The mood stabilizer makes me have upset stomach all day every day. This may be TMI, but, I've had to invest in a peri-bottle that they give you after having a baby, plus medicated wipes, so that I can deal with the pain associated with constant diarrhea. I can't walk into a store without having to run to the bathroom. I can't eat without feeling sick. The stomach issues are the least of my concern though. I've started getting hand tremors and blurred vision, which I already have because of my astigmatism, so I've started wearing my glasses again (I should have never stopped that). It also gives me all day heartburn some days, which I can't take Tum's for because it makes the stomach issues even worse. Yeah. I didn't think that could be possible, but, it is. There was talk yesterday of upping this medication to help offset the anxiety, but I told her I wasn't ready yet. The physical discomforts were enough for now and I needed to have time to get past it. She agreed and we will meet in 6 weeks to reassess the situation.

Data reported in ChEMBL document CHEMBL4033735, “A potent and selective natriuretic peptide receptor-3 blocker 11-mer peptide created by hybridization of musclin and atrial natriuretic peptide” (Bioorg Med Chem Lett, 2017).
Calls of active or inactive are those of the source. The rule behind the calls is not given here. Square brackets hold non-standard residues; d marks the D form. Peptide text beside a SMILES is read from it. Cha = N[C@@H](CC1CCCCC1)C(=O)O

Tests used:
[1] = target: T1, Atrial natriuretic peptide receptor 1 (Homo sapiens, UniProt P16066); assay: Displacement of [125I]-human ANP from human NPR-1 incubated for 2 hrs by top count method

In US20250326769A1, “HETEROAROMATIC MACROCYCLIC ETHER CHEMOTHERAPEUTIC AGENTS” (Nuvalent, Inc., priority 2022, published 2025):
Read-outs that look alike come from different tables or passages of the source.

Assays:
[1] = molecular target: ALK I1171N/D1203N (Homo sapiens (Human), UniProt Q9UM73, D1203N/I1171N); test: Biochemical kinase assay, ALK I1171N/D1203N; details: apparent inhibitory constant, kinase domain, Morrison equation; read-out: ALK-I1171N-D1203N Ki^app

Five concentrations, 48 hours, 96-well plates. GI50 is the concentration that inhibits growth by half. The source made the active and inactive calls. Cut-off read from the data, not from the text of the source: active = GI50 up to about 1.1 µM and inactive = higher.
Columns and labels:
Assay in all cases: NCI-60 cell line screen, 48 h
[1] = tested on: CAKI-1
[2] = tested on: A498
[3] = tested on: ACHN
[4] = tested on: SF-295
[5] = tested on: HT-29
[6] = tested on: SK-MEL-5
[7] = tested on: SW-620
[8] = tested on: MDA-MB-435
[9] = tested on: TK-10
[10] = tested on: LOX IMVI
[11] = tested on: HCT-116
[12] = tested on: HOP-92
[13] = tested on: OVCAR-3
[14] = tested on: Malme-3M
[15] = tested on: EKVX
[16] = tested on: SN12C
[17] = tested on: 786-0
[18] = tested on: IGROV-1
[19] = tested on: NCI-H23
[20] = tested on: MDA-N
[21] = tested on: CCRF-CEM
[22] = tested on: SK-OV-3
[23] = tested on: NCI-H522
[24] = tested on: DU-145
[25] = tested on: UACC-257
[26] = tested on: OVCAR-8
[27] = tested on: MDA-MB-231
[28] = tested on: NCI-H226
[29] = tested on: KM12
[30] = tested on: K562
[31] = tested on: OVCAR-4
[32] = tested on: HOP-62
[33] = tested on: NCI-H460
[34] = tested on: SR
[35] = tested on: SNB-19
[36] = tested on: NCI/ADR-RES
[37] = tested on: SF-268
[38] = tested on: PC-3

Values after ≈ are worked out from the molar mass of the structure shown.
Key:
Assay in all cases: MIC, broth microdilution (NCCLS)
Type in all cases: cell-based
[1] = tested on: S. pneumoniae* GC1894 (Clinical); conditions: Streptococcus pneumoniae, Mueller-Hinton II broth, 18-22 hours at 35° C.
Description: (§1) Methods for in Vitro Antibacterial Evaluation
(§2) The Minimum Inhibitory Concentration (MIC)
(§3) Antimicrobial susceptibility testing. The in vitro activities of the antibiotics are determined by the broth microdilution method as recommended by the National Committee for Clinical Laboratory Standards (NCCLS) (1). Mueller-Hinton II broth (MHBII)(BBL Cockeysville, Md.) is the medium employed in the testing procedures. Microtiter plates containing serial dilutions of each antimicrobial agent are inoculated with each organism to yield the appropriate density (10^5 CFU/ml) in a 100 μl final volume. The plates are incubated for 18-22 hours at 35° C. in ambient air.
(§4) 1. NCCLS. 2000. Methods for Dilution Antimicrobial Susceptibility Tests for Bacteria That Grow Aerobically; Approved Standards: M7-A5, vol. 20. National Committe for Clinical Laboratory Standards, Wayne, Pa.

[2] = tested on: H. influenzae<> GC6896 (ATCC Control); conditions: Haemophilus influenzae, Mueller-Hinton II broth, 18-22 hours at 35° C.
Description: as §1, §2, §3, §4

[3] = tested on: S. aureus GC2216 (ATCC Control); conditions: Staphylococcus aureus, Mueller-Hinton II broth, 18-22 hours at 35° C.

You see, I am damned if I do, and damned if I don't. This isn't a matter of just "not taking the pills". This isn't a matter of being fearful of side affects anymore, because the side affect of NOT taking the meds will be death. I have planned my suicide in my head before starting these meds. I have gone to therapy, been honest with my therapist, and now I am 100% honest with my doctor who is managing these meds for me. If I didn't think they were working in the slightest, I would have stopped them about a month ago. I told her yesterday that I hated that they were helping me function so well, because I despise the physical side affects I am experiencing now as a result.